Heritage Register
James Bay

161 South Turner Street

Built 1911
Heritage-Designated 1987

For: George & Genevieve Sangster

Designer/Builder: Alexander McCrimmon

161 South Turner


This well-preserved residence is an unusual example of a two-storey, hip-roofed Foursquare, with Arts & Crafts detailing. The design is severely geometric but not unornamented. Narrow drop siding creates densely textured wall surfaces, relieved by the high stringcourse and low beltcourse, granite foundation and battered entrance porch columns. The enclosed porch is balanced by a shallow box bay, with another two on the right side, covered in one heavy hipped roof. The second-storey windows are tucked against the eaves, their sills linked by the stringcourse; 6-light basement windows balance above the beltcourse. The proportions are repeated in the arrangement of the window lights. The eaves are wide, with narrow frieze and crown moulding, echoed in narrow corner boards. The red brick exterior-wall chimney, which was painted white for many years, is a feature on the north wall of this landmark corner house. McCrimmon also built 231 St. Andrews St, James Bay, and his own house at 504 Linden Av, Fairfield.


1911-91: The Sangsters bought this property from J.C. Newbury (140 Government St, James Bay). George Sangster (b. Aberdeen, SCT 1864-1947) came to BC in 1872. He was employed as a farmer by Robert Porter (649 Superior St, James Bay) in North Saanich and then as a bookkeeper for Porter in Victoria. He married one of Porter’s nieces, Elizabeth “Genevieve” Haldon (1868-1940) who was born in a log cabin at Craigflower Farm (Island Hwy, View Royal) and attended the 1854 Craigflower Schoolhouse (2755 Admirals Rd, Saanich). Her father, John Haldon (c.1818-1894), was a pioneer Saanich farmer who cleared land on the peninsula on what became Blink Bonnie Farm. After John died, his two unmarried sons, John and Foster, took over the farm. When they left for the Klondike, they leased the land to George and Genevieve, who raised their children and ran a mixed farm there.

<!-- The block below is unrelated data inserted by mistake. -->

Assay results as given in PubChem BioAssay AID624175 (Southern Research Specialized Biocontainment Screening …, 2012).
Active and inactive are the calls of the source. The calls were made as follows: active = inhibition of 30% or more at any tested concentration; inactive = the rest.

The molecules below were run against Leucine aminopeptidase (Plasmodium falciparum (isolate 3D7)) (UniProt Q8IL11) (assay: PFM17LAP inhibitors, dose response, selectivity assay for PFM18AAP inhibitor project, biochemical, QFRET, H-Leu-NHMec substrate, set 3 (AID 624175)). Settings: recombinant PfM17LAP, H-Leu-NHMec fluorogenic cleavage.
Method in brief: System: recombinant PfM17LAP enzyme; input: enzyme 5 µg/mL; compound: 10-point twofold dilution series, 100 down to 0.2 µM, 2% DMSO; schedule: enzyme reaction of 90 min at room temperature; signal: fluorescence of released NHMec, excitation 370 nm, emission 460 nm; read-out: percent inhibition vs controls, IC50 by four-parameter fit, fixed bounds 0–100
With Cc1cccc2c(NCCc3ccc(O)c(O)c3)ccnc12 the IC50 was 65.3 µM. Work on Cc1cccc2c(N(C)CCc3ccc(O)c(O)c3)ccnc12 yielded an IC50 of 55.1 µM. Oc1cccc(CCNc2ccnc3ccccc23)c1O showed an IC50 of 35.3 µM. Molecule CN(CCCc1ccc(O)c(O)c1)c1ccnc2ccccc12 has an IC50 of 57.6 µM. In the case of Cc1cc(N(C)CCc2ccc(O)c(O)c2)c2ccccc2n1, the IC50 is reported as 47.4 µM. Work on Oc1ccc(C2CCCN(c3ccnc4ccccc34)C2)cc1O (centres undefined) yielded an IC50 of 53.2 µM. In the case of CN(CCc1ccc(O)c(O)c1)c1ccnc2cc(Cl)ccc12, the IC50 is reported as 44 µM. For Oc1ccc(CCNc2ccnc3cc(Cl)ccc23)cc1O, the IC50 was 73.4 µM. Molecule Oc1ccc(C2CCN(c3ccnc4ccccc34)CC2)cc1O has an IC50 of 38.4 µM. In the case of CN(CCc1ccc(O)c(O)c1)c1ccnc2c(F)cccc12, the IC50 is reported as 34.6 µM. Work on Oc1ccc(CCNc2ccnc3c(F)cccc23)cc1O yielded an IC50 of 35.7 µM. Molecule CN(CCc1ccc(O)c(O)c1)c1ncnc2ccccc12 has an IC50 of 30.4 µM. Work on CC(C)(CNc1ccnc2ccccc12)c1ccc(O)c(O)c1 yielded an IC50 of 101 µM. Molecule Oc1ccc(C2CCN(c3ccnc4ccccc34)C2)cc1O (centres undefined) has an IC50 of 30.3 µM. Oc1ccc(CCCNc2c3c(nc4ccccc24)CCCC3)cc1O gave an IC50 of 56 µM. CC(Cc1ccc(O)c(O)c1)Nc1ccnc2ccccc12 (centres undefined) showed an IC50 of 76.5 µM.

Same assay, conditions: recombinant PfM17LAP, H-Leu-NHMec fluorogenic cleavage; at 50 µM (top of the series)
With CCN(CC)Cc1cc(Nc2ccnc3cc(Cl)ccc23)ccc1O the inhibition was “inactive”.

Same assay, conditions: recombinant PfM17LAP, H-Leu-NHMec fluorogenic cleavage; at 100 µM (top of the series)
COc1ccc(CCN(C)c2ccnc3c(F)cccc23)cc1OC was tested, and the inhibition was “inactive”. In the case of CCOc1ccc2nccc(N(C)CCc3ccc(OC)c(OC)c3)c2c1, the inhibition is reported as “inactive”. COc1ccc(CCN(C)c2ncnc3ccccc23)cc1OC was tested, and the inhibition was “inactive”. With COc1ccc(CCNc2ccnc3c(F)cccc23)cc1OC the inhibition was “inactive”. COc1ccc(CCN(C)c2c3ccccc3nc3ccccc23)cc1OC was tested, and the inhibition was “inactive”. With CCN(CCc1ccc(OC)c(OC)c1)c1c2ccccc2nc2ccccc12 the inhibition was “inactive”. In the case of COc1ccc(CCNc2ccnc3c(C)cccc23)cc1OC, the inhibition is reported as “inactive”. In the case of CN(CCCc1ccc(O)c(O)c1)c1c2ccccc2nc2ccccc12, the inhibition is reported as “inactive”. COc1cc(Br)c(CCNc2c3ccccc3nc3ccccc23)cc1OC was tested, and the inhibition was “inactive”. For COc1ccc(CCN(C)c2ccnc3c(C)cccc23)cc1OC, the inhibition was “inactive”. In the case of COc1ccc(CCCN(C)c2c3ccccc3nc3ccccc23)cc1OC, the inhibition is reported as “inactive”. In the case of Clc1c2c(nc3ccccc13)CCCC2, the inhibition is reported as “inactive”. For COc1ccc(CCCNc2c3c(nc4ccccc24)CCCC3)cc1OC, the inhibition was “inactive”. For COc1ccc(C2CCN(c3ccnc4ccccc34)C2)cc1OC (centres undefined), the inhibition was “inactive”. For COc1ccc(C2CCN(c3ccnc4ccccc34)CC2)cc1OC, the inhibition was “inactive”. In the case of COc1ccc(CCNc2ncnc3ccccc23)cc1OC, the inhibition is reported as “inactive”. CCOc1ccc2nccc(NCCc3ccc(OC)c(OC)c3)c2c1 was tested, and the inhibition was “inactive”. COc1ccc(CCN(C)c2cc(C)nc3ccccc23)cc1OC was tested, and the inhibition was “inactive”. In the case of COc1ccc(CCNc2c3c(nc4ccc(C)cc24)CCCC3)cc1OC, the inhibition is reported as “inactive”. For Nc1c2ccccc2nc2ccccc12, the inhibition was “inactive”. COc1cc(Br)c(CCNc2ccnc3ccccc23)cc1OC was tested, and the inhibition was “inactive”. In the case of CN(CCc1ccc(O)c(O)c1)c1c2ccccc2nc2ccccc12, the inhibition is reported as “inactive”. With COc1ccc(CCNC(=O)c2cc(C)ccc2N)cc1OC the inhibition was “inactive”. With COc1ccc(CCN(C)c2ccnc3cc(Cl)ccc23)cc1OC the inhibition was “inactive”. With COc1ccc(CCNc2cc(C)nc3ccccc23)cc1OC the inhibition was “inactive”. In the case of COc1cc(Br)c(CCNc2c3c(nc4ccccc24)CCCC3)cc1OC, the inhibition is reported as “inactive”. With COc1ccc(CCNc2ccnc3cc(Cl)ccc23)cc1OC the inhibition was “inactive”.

When the brothers returned, George and Genevieve established a dairy farm near what is now Victoria International Airport. In 1906 George became the first reeve of Sidney and North Saanich. He was a long-time member of BC Agricultural Association and Saanich Pioneer Society. In 1909 they sold and moved to this house. (The Sangsters also owned 116 South Turner St from 1910.] George was a city alderman in 1918-21 and 1923-24. After Genevieve’s death, he retired to Mills Rd in the Patricia Bay area of Saanich. Their unmarried daughters Margaret “Dan” (1893-1991) and Victoria “Babe” (1911-1978) Sangster continued to live in the house. Margaret was a nurse at St. Joseph’s Hospital, and Victoria, a civil servant with the BC Government. Their widowed sister Catherine Sylvester (1891-1956) moved over from 116 South Turner St in 1949-50. They all remained in the house until their deaths.


• James Bay History

• James Bay Heritage Register

• Before & Afters

• This Old House, Victoria's Heritage Neighbourhoods,
Volume Two: James Bay

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